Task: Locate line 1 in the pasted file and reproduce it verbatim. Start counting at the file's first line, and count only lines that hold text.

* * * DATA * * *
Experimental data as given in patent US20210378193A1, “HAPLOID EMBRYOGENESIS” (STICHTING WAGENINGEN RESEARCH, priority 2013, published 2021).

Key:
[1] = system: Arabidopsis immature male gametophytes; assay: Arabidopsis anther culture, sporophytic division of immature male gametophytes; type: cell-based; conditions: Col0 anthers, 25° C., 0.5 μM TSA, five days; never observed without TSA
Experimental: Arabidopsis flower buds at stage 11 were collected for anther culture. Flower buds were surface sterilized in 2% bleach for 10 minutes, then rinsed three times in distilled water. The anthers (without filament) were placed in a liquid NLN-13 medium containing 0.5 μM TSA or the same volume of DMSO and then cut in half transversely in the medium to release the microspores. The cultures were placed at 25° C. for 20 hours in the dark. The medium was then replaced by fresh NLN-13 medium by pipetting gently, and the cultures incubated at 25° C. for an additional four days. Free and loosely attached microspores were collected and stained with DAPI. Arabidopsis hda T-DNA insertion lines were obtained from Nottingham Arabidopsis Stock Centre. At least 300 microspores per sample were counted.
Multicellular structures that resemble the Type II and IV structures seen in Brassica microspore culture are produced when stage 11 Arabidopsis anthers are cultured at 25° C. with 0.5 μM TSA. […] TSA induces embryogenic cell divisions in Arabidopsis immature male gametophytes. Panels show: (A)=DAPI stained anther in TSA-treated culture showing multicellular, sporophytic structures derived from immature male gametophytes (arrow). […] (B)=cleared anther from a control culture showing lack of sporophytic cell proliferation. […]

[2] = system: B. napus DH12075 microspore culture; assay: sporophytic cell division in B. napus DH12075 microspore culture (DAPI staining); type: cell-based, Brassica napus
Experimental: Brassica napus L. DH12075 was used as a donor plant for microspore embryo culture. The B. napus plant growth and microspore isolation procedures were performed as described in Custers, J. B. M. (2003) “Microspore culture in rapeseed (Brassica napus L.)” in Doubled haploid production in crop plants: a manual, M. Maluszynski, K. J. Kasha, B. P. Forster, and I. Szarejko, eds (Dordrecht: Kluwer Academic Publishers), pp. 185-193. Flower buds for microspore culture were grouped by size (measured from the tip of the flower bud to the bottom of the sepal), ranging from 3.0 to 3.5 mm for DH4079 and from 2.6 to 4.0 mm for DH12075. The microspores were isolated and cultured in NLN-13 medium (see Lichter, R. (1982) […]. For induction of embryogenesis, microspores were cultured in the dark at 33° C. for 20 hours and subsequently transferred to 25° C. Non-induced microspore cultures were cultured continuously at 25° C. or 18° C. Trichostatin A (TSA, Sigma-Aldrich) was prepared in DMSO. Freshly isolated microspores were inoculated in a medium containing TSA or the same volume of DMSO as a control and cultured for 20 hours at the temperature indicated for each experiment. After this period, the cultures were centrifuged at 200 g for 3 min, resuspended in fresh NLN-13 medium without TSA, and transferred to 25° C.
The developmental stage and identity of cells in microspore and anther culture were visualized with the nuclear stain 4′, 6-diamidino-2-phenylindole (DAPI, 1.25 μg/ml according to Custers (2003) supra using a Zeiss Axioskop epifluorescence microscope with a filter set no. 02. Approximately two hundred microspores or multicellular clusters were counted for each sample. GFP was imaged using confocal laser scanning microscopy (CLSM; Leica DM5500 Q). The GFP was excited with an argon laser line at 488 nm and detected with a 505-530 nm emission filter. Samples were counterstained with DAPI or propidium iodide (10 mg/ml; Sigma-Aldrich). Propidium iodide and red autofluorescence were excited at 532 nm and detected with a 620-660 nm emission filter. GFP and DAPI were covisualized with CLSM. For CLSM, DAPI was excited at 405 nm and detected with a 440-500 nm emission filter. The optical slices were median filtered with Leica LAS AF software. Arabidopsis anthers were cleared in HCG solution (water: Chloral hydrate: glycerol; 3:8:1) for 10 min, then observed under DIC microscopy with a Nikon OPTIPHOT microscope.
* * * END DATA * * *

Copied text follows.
Experimental data as given in patent US20210378193A1, “HAPLOID EMBRYOGENESIS” (STICHTING WAGENINGEN RESEARCH, priority 2013, published 2021).